John 17:20 Neither pray I for these alone, but for them also which shall believe on me through their word;

Jesus Christ was praying for his people and those who believe their words. Since we are reading John’s words in the gospel we have to realize that Jesus Christ actually prayed for us! Hey, the effectual fervent prayer of a righteous man availeth much (James 5:16b)! If there ever was a righteous man, it was Jesus Christ! and He prayed for us!

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God and Moses

After Joseph, things really went downhill for the Israelites. Moses, by a miracle of God, had survived and like Joseph, was involved somewhat in the court of Pharaoh. It was not however, an exact comparison, but it gave Moses reason to think he could help his Israelite brothers and sisters.

In Acts 7, there is a record of his venturing out to check on his brethren.

23 And when he was full forty years old, it came into his heart to visit his brethren the children of Israel. 24 And seeing one of them suffer wrong, he defended him, and avenged him that was oppressed, and smote the Egyptian: 25 For he supposed his brethren would have understood how that God by his hand would deliver them: but they understood not.26 And the next day he shewed himself unto them as they strove, and would have set them at one again, saying, Sirs, ye are brethren; why do ye wrong one to another? 27 But he that did his neighbour wrong thrust him away, saying, Who made thee a ruler and a judge over us? 28 Wilt thou kill me, as thou diddest the Egyptian yesterday? Acts 7:23-28

The incident that ensued, resulting in trouble with Pharaoh and the failure of the Israelites involved to see anything but intrusion on Moses part, became discouragement to Moses and what he thought his calling was all about. He was alone and on the run. God had not appeared to Moses yet from the burning bush, so he had not received the detailed plans of God as to how he was to help his brothers and sisters.  That would come another 40 years later when the Israelites cried for help. In the meantime, Moses found life and family in Midian that kept him busy and learning.

It is important to understand and realize that people don’t ‘call’ people to do God’s work. God does and He is the one who provides the timing, strength, learning and support to carry His plan out!  People who love God and “have it in their heart” to help can enter into the rest and ease of God’s peace knowing that God will provide the right timing, place, people and details that guarantee success. It’s a matter of  listening to the still small voice ( check out Elijah in I Kings 19:9-18 which is a similar predicament) not the ‘naysayers’. It helps to ignore them! Focusing in on our relationship with God is not dependent on what others think and provides some very rich moments in life.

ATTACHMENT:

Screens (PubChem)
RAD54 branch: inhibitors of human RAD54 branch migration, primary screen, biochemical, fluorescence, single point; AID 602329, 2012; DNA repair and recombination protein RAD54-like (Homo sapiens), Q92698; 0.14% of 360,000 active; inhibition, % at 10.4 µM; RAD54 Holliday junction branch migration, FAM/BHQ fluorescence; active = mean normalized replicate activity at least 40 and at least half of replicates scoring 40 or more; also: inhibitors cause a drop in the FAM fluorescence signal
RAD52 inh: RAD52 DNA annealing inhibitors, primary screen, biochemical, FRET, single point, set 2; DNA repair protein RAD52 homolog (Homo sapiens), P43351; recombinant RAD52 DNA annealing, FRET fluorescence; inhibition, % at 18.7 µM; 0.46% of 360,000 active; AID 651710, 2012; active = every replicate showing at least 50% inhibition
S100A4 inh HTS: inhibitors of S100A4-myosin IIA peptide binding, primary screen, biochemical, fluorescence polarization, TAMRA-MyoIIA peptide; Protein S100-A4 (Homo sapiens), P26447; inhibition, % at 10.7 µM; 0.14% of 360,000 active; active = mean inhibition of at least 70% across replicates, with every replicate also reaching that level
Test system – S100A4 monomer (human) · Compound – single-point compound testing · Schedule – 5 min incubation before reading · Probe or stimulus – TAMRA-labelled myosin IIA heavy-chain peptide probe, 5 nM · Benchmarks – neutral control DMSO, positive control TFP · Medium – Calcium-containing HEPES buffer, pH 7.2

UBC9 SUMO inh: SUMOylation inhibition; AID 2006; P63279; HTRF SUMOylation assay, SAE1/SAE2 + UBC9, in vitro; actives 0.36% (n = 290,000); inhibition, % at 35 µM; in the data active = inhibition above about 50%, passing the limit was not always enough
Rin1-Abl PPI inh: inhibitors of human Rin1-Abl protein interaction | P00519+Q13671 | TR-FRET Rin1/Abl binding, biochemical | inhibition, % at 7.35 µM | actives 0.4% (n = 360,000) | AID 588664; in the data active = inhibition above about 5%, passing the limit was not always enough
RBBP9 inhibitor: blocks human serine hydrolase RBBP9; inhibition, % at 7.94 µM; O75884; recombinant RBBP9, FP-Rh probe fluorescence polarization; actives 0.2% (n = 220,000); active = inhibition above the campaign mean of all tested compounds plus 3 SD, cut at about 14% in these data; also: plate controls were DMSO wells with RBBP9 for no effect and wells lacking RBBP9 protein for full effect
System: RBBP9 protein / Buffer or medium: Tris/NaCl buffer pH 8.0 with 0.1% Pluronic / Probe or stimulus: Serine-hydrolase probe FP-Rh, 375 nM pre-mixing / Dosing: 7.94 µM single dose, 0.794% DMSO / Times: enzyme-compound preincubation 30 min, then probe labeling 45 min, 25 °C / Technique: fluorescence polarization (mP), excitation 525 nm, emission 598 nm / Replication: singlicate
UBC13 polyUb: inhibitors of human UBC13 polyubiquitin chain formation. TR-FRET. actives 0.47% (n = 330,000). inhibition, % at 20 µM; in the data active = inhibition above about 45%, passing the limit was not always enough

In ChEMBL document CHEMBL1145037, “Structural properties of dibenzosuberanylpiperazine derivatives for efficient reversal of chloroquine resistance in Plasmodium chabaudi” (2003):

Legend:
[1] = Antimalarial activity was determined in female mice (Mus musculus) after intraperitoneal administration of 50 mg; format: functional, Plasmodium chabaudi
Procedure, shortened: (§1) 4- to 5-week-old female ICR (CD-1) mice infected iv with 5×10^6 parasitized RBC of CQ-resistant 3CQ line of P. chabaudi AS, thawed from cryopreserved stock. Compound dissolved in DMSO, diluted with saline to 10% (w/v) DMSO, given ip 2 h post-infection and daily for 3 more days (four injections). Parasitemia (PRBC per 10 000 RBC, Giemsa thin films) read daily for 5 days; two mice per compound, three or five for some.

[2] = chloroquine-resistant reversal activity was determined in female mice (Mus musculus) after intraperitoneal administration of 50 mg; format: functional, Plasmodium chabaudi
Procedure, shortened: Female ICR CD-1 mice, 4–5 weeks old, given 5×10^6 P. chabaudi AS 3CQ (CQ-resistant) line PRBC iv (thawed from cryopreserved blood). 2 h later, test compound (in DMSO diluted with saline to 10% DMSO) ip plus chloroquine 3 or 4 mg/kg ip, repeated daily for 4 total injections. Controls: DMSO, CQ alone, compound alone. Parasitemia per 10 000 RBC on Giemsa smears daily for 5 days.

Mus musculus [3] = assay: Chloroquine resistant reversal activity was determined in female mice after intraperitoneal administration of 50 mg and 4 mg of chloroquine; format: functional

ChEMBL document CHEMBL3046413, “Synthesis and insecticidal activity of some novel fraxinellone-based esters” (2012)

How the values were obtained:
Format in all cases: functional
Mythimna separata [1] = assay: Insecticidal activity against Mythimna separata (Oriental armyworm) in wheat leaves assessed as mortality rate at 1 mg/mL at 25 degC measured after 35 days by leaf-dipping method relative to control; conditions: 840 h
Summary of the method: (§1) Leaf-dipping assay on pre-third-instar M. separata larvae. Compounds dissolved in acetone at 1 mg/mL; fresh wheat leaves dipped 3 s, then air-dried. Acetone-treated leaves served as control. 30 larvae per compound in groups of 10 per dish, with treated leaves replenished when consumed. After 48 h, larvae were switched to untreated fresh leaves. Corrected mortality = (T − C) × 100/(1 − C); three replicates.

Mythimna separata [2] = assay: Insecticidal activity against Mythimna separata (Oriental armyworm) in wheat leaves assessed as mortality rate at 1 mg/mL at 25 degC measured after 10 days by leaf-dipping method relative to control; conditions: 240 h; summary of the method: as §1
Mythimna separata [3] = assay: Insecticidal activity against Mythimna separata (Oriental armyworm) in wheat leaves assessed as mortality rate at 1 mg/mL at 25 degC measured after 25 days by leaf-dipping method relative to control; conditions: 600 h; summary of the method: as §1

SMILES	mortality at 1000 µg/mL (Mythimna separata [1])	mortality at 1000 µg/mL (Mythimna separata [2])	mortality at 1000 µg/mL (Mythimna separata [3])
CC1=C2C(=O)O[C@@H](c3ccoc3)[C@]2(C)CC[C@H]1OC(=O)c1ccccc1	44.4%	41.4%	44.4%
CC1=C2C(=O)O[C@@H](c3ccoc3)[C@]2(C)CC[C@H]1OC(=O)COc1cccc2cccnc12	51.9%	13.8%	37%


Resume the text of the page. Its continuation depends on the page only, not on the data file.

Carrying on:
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Moses – His Background

bible_moses_reedsIn Genesis, the lives of many people are recorded, starting from the first man and woman in the beginning and ending with the formation of a nation of God’s people. Exodus focuses primarily on one man in a relationship with God, leading his people out from bondage in a land controlled by others, toward a life of freedom and establishment.

Moses life scheme is interesting*.  He was raised in the court of a pharaoh with his mom as a nanny. He had privilege, wealth and education. His mom would have taught him about God and the people he came from. He lived 40 years in that environment. When he saw an Egyptian abusing one of his own people he got involved and killed the Egyptian. His own people did not consider his intervention heroic and Moses ended up alone and in trouble. He fled Egypt to Midian (Arabia). There he spent another 40 years as a shepherd, in an entirely different environment than his first 40 years. He worked in an rough, rugged country entirely different that what he was used to.

Who were the people of Midian? In Genesis 25:1-6, we can find out where they came from:

Then again Abraham took a wife, and her name was Keturah. And she bare him Zimran, and Jokshan, and Medan, and Midian, and Ishbak, and Shuah. And Jokshan begat Sheba, and Dedan. And the sons of Dedan were Asshurim, and Letushim, and Leummim. And the sons of Midian; Ephah, and Epher, and Hanoch, and Abida, and Eldaah. All these were the children of Keturah. And Abraham gave all that he had unto Isaac. But unto the sons of the concubines, which Abraham had, Abraham gave gifts, and sent them away from Isaac his son, while he yet lived, eastward, unto the east country.

God is the great weaver of His word.  The history of the Old Testament people is interwoven and great learning for us. I don’t have to understand everything or speculate why God did some things. As we continue reading things become clearer. We humanoids love to speculate and make judgements. We can even go so far as to go off the rails on God’s Word at times, but thankfully if we develop meekness along the way, our loving God has some nice little gems awaiting for us throughout His Word. God never changes in faithfulness and love for His people.

*Interesting link to Josephus: Chapter 9:3: